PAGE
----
Anthropologists study the behavior, culture and traditions of groups of people, often exploring major world issues. A graduate degree in anthropology lets you understand and perhaps improve people's lives. A master's degree is common, but a doctoral degree will let you become a leader in the field.
Many jobs are open to an anthropologist with a master’s degree. To be accepted into a master’s program, you don't have to major in anthropology as a undergrad. You must choose a specific area of concentration, such as archeology, ancient technology or linguistic, biological, medical or sociocultural anthropology. It takes an average of two years to complete a master’s degree. You'll probably need to pay for it yourself or take out student loans because master’s programs don’t receive much outside funding.
If you want to work at a university, run a museum or lead projects, you'll need a doctorate in anthropology. Ph.D. programs prepare students to do research in fields such as globalization, media, race, popular culture and traditions. You spend about three years taking classes before starting work on your dissertation, an original research project. Doing the research and collecting data takes a year or two, and then you’ll need a year or more to write about your work. Finally, you present your dissertation to a faculty committee and answer their questions.
Government agencies, schools, corporations and nonprofit groups employ anthropologists to look into issues important to the specific organizations. Jobs are varied, including university professor and researcher, museum curator, public health worker, social services administrator, forensic anthropologist, management consultant, law enforcement personnel, human rights activist, historical preservationist and market researcher. Anthropologists work all over the world in urban, suburban, rural and abandoned or damaged areas.
In 2010, the annual median pay for anthropologists was $54,230. The federal government is one of the field’s largest employers. It also paid the best: $70,800 per year. Anthropologists often work as consultants in science, management or technology, but their average yearly income, $46,280, is considerably less. The Bureau of Labor Statistics predicts that anthropology will be a growing field between 2010 and 2020. Jobs will increase more than 20 percent, which is faster than average. Most of the increase will come from businesses that hire anthropologists. More research is needed as companies move into new markets and want to understand different types of consumers.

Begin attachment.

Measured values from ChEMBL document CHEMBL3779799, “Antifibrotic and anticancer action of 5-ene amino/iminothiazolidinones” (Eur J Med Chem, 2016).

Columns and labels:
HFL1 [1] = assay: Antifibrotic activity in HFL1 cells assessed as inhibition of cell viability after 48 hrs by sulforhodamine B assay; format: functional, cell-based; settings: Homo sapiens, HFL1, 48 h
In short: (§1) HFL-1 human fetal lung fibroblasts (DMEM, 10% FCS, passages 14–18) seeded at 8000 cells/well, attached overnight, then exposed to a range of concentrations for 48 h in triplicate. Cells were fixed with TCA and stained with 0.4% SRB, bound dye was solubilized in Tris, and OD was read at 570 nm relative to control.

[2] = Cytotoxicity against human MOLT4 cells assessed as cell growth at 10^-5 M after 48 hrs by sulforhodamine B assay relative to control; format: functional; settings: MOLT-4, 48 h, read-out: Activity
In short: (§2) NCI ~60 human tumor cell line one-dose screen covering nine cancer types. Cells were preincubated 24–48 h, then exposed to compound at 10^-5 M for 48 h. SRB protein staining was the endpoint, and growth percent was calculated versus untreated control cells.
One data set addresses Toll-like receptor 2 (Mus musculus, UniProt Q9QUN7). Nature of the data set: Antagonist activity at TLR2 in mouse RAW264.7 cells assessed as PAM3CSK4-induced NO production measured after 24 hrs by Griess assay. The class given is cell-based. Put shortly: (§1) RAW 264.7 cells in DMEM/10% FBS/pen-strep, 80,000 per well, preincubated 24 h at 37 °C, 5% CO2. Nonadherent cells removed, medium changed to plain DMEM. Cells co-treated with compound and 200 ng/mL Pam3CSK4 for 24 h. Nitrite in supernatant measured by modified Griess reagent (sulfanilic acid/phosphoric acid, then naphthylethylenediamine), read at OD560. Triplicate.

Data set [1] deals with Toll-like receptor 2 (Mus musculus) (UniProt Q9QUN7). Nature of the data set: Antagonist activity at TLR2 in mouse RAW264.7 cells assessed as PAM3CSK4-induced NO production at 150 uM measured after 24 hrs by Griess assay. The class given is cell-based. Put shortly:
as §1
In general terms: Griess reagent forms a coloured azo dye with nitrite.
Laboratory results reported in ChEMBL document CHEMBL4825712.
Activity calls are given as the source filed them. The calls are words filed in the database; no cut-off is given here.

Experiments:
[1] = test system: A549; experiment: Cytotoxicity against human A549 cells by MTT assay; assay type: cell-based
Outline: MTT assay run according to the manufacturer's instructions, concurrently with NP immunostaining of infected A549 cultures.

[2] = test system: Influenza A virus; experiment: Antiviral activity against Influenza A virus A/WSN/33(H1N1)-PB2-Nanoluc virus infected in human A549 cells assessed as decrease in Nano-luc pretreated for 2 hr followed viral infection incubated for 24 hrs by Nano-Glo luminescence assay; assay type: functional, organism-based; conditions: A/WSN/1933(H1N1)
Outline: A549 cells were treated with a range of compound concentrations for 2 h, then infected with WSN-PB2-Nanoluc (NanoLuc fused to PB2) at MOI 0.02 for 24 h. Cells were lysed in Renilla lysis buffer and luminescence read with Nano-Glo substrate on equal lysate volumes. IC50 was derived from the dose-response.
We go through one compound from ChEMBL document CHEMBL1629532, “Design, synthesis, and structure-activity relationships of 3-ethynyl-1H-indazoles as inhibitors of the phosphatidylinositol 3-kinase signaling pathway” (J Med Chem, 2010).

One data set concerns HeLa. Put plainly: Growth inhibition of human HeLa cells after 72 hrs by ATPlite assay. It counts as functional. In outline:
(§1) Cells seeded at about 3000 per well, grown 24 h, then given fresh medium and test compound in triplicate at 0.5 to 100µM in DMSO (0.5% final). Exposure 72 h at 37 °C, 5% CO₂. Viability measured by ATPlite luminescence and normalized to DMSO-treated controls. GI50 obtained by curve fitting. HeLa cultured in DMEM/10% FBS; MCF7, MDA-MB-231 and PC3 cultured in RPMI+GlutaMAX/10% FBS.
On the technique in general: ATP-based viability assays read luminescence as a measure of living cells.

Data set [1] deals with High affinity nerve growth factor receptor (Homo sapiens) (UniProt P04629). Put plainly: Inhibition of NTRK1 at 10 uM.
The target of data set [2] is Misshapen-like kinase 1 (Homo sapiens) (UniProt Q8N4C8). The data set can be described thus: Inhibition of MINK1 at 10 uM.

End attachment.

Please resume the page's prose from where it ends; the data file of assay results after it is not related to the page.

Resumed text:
2016 Salary Information for Anthropologists and Archeologists
Anthropologists and archeologists earned a median annual salary of $63,190 in 2016, according to the U.S. Bureau of Labor Statistics. On the low end, anthropologists and archeologists earned a 25th percentile salary of $48,240, meaning 75 percent earned more than this amount. The 75th percentile salary is $81,430, meaning 25 percent earn more. In 2016, 7,600 people were employed in the U.S. as anthropologists and archeologists.
- UC Berkeley: Anthropology: Graduate Programs
- New York University: Department of Anthropology: Graduate Program
- Bureau of Labor Statistics: Anthropologists and Archeologists
- Duke University: Cultural Anthropology: Graduate Study at Duke
- Cornell University: Department of Anthropology: Doctoral Program in Anthropology at Cornell
- American Anthropological Association: What do Anthropologists do?
- University of South Florida: Department of Anthropology: Margaret Mead
- U.S. Bureau of Labor Statistics: Occupational Outlook Handbook: Anthropologists and Archeologists
- Career Trend: Anthropologists and Archeologists
Living in upstate New York, Susan Sherwood is a researcher who has been writing within educational settings for more than 10 years. She has co-authored papers for Horizons Research, Inc. and the Capital Region Science Education Partnership. Sherwood has a Ph.D. in curriculum and instruction from the University at Albany.